Sony Xperia XA
When it comes to phones, mid-range is the new high-end.
Their cameras are already better than the knackered old Canon in the cupboard and you’ll often be hard-pressed to notice the difference between a mid-level phone and a top-end one in day-to-day use.
The Sony Xperia XA is the most accessible phone in the X-series line-up too.
Sony Xperia XA price and release date
- Cheapest phone in Sony’s brand new Xperia X range
- Quite a low price at $279 (£229, AU$389)
At $279 (£229, AU$389) the XA is by far the most affordable phone in the range. The Xperia X is $549.99 (£400) and the $699/AU$999 Xperia X Performance is frankly nuts in its approach, there’s a big margin there.
Those in the US also have access to the Xperia XA Ultra at $300. However, you can get better phones at the price, and aside from the pleasant design few elements truly excel, while battery life is dismal.
- One of the slimmest Sony phones ever at 7.9mm
- Edge-to-edge display gives it a unique look
- Don’t dunk this phone – it’s not waterproof
The Sony Xperia XA has a design emerging as a common standard for mid-price phones out to avoid feeling cheap. It’s a mostly-plastic device, with some bits of metal tacked-on.
There’s a slight act of self-deception involved here. The idea is that because the sides of the Xperia XA are metal, you get some of that high-end feel while only using about 10 per cent of the more expensive materials.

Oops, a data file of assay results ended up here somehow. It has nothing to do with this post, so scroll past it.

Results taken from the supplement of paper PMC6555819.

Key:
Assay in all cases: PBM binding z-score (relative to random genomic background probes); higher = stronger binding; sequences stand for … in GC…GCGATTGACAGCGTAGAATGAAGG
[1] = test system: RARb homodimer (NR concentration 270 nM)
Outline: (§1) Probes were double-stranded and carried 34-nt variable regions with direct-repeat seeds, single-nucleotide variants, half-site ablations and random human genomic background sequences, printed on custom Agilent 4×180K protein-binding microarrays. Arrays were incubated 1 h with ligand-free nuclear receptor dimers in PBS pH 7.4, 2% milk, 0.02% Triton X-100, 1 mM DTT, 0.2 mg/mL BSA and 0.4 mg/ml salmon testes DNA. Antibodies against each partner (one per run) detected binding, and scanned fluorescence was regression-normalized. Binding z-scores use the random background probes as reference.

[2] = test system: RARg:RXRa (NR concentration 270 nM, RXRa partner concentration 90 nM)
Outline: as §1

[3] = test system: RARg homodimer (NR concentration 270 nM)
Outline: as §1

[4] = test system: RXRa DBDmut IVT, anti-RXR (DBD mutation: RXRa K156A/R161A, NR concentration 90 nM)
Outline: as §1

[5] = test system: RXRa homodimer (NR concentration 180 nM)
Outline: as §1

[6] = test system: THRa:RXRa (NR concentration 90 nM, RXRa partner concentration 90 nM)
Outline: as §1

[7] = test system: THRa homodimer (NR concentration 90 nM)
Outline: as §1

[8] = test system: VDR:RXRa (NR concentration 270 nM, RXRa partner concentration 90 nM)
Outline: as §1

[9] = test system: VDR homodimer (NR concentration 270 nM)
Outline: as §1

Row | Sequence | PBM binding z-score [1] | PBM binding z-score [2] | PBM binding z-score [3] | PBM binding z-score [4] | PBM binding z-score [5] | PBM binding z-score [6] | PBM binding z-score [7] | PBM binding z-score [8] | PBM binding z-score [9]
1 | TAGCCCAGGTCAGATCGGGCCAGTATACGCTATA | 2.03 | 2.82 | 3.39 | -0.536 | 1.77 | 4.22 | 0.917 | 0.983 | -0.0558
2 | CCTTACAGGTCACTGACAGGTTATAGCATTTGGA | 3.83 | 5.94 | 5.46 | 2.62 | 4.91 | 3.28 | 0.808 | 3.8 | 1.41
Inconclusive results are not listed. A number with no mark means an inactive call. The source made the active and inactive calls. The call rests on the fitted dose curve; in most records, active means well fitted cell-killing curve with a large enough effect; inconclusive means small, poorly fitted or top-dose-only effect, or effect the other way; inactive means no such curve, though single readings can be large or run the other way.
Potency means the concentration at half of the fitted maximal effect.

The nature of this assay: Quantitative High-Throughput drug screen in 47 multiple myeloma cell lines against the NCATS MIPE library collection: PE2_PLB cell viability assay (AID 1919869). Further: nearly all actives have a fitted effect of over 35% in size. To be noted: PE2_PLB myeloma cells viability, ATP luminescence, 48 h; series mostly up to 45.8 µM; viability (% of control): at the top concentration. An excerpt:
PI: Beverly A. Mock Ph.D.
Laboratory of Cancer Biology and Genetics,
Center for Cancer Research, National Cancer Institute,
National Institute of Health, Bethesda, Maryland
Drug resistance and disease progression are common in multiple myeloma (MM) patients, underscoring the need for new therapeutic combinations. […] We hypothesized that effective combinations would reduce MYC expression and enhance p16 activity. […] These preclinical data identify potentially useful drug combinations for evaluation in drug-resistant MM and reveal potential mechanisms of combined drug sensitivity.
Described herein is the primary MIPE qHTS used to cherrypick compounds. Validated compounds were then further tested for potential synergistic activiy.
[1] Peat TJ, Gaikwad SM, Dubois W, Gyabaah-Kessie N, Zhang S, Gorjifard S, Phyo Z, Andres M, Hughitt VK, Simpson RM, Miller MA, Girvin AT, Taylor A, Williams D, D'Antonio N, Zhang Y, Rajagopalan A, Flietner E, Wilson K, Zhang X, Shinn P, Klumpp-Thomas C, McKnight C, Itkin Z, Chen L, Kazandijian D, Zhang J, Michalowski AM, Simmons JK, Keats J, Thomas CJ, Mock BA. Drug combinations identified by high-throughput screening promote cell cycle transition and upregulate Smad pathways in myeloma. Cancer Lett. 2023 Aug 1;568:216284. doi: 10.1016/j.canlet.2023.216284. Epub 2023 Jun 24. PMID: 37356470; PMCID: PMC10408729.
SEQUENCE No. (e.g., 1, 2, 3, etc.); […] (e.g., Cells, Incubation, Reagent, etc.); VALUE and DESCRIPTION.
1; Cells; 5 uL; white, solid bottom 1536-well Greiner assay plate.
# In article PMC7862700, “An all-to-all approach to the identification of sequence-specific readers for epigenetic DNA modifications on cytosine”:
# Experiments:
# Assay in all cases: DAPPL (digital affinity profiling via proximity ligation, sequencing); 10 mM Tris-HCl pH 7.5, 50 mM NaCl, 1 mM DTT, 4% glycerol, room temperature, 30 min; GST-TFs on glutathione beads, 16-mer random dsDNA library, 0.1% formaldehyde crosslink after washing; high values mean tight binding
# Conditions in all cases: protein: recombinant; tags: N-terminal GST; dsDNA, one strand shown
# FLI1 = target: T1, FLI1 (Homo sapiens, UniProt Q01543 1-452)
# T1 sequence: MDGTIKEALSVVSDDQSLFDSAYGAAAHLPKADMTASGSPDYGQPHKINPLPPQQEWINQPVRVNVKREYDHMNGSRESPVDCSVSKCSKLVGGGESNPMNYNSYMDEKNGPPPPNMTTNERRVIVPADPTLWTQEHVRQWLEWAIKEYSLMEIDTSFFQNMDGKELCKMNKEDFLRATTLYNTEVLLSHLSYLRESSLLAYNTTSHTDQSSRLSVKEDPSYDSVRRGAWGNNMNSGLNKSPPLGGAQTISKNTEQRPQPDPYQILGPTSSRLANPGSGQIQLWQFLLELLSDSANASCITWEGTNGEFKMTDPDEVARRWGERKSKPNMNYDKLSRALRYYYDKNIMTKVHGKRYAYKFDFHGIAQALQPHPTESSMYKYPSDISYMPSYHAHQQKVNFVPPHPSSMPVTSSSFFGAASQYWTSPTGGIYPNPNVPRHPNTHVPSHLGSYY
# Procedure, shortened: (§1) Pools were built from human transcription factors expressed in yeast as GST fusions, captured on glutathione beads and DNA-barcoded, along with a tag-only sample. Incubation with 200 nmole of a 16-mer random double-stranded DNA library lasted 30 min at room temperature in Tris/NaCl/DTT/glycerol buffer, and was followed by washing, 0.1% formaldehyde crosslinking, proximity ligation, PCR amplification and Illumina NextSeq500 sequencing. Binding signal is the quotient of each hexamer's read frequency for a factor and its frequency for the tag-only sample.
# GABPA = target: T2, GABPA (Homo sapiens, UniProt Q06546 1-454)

Guess what: you do. While it’s nowhere near as nice-feeling as a OnePlus 3 (not even close), the logic makes sense. Put the fancy-feeling bits by your fingertips, the most sensitive parts of your hands.
To get specific, only the left and right sides are aluminum. The top, the bottom and the back of the Xperia XA are all-plastic.
The other fancy part is the curved glass on top of the display. You’ll often see this referred to as 2.5D glass, meaning its edges are rounded-off. It’s not flat-out curved like the Samsung Galaxy S7 Edge. It softens the feel, but must come at barely any premium at all given how many cheaper phones use this glass.